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I think criticizing on things like improper form, 'incorrect' notes/chord, etc etc are all pointless unless it's clear the person made a mistake. If it is intentional, then I think it should always be left alone. In the time we live in, looking from the present all the way to the beginning of music, we know that just about anything is possible. Any pairing of notes, and even quarter-tunings of those notes can go together perfectly. If you are intentionally straying from proper sonata form, perhaps you are intentionally creating your own form.

Right, but if a piece is framed and written as if it were a traditional sonata form/something else traditional, but breaks in some way seemingly without reason -- at the very least the question should be raised of "why?"

Anything is possible, but the whole question is one of "Why did you choose to do that?" If, from the music, a listener can't figure that out, then it's worth mentioning.

An example from my music -- the piece Onus:

The question was raised that with the high lack of repetitiveness and the varied B sections, why does the A section repeat verbatim? Now, of course, I wrote it that way for a set of reasons, such as to give the listener (and player) something to grab hold of, and as an homage to the jazz concept of the head. But, a listener might want a piece that develops instead of repeats that head.

The comment was taking into account the piece as itself, not reverting to some preconditioned idea of "music," and as such is a helpful negative comment.

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I think criticizing on things like improper form, 'incorrect' notes/chord, etc etc are all pointless unless it's clear the person made a mistake. If it is intentional, then I think it should always be left alone. In the time we live in, looking from the present all the way to the beginning of music, we know that just about anything is possible. Any pairing of notes, and even quarter-tunings of those notes can go together perfectly. If you are intentionally straying from proper sonata form, perhaps you are intentionally creating your own form.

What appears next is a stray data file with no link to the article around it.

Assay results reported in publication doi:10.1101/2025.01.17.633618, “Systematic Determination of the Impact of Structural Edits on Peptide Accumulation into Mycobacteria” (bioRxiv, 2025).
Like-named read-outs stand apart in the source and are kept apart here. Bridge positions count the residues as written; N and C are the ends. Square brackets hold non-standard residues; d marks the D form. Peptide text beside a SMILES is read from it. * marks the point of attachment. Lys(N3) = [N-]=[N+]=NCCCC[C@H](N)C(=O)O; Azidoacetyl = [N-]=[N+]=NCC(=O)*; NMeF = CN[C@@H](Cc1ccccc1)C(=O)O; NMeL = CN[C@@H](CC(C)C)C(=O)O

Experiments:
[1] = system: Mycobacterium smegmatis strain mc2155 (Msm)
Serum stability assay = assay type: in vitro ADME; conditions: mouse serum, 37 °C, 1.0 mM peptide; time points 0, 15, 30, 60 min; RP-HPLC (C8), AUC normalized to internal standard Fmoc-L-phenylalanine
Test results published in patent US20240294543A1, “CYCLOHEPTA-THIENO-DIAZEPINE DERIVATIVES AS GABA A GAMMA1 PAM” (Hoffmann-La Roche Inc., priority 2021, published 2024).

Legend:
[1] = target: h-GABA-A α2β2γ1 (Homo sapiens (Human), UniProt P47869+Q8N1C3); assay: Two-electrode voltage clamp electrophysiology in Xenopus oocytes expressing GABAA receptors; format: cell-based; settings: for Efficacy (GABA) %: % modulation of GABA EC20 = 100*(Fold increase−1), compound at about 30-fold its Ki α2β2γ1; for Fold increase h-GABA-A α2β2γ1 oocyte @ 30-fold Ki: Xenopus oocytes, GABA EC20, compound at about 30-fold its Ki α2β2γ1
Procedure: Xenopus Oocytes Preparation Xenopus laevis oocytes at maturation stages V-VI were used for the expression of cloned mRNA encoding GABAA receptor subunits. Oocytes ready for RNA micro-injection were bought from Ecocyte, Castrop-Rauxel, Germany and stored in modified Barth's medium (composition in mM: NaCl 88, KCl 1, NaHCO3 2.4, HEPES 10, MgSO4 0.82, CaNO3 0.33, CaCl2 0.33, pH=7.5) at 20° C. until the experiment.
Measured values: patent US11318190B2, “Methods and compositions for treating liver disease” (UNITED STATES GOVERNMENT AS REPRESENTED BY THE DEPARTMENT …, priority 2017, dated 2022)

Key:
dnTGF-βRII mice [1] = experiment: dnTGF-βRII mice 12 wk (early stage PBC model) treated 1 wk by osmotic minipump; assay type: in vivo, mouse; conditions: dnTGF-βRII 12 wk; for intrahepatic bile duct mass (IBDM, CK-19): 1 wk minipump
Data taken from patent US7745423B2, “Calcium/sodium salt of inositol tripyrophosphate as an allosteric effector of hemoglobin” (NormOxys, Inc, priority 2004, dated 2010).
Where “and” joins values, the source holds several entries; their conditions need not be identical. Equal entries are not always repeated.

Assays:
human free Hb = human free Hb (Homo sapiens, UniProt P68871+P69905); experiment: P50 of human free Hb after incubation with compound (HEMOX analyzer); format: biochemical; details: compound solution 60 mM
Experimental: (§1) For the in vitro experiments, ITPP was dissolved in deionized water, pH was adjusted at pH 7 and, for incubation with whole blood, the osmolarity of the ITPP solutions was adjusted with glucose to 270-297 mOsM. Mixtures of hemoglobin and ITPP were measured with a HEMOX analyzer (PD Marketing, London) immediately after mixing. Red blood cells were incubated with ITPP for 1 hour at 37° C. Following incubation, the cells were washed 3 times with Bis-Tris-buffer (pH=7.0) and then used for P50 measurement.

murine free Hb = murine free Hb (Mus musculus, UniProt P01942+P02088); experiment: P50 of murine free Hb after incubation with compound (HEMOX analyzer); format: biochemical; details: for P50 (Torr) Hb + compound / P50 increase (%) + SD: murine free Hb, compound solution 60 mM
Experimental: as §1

True, but just because something is possible doesn't mean it always works. Of course this is always subjective, so you should never say it is wrong. But I know for myself personally that I've evolved from accepting criticism on things that I did quite purposefully. Because then you focus your attention on it and maybe understand why it could bother a listener. So IMO even remarks like "the dissonant in bar X was weird to me" help, even if you can't quite explain why. Of course, you don't always have to do this, it depends on how experienced the composer is.

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Right, but if a piece is framed and written as if it were a traditional sonata form/something else traditional, but breaks in some way seemingly without reason -- at the very least the question should be raised of "why?"

I completely agree. If you call your piece a piano sonata in Eb, and it is in no way a proper sonata form, then by all means, I'll be there first one to contest. But sometimes the comments on here are 'boy you really need to work on your form, you didn't develop the B section before returning to the A section...even if the piece just has a random name that says nothing about Sonata or anything of the sort. Maybe that person didn't want a full B section. Maybe it's not even called a B section, maybe it's just a blurb of an idea to come before the repeat of the intro, whichever. I just think people need to be more allowing of intentional creativity, as opposed to constraints of specific structural creation.

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I agree with Flint.

And it is easy to be lenient on our colleagues - it happens at all levels of composers.

So seek comments from people outside your network and comdort zone - be sure to go to the best. You may not like it and act so but in the end you'll be better for it.